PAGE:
Rapberri Pi/clone(s) most ruggidizable for OLPC fieldwork?

Adam Holt holt at laptop.org
Sat Feb 6 15:35:13 EST 2016

Dogi & All,

You are the expert here (on the low end especially, with $5 Raspberri Pi
Zeros!) leading OLE refugee camp deployments across many countries.
Whereas most OLPC-like schools I talk to want to spend $100 (or more) for a
mini-server that's truly resilient for years in tropical environments,
against rodents/humidity, untrained-operators especially, and oh yeah kids
smacking them around, stealing SD cards etc ;)

(Yes some of us proudly confess we use XO-1.5 and similar mini-servers on
the low end, e.g. in many after-school programs, despite Tony's friendly
fundamentalism that XO's should not be allowed to serve others nearby,
recycling these XO-1.5's into family/mentoring learning environments is a
huge win, but more about that another day :-)

Looking into the future, so many of these community deployment leaders want
something beefier right now.  Sometimes even a hard disk drive "for just
$50 more" (that's the fantasy anyway!)  Even now that 4 or 8 GB RAM appears
essentially free--it does not fit on most of these tiny motherboards.  Nor
does a 1TB hard disk drive fit, that many of these groups dream of (and are
generally happy to shove in a live/spare HDD inside, when the prior one

So, in conclusion we're exactly 4 years into RPi era (began February 2012)
and showing a lot of maturity^h^hgrayhair now :)  I assume there are a
gazillion Raspberry Pi clones -- the central question is which ones we
should narrow down upon, now that push has come to shove in 2016, serving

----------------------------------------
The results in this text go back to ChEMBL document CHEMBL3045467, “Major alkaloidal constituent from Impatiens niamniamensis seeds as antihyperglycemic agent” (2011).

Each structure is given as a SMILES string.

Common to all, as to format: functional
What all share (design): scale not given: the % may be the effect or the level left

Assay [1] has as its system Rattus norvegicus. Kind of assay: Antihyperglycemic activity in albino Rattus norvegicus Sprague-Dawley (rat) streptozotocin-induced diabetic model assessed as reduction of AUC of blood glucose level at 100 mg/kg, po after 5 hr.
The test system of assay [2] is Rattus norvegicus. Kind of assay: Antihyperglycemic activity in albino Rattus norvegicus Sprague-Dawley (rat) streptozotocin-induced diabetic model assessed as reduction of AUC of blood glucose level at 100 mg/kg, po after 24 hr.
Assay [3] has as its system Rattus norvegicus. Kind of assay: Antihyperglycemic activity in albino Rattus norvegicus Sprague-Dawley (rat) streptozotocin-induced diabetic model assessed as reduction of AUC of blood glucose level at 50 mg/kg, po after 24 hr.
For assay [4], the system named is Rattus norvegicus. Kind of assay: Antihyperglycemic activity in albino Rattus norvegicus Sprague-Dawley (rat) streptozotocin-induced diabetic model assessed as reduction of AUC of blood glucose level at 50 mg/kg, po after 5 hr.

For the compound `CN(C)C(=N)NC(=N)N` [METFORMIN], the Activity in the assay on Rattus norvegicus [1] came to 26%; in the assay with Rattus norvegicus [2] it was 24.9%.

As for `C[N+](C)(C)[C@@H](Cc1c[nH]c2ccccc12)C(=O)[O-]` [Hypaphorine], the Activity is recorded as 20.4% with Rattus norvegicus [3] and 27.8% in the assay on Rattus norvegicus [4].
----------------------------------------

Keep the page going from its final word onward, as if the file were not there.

educational microserver applications (school and non-schools) across those
~4 billion "offline" people now asking us for that:

   - Will the $15 http://pine64.com (which just raised $1.7M) become
   genuinely productizable for truly hassle-free field use with 128GB MicroSD
   cards by late 2016?  On the bright side, it accommodates 128GB maximum,
   which is exactly what we need on the high end in 2016.
   - Or are traditional RPi 2 clones, such as Banana Pi's and this $40
   Korean unit more practical in the short-term?
   - Understanding full well this is as much a plastics / industrial design
   question / economies-of-scale question first-and-foremost, more than a
   computer specs question per se.  Still today, few people appreciate (or
   even understand) how much OLPC's contribution a decade ago was a revolution
   in plastics/maintainability/droppability.  When Apple/Google are daily
   throwing gigahertz specs at us, that marketing-centric misunderstanding is
   of course only natural :/

*Etc, Thanks in advance to those who've done so much more RPi field
research and can share!!*
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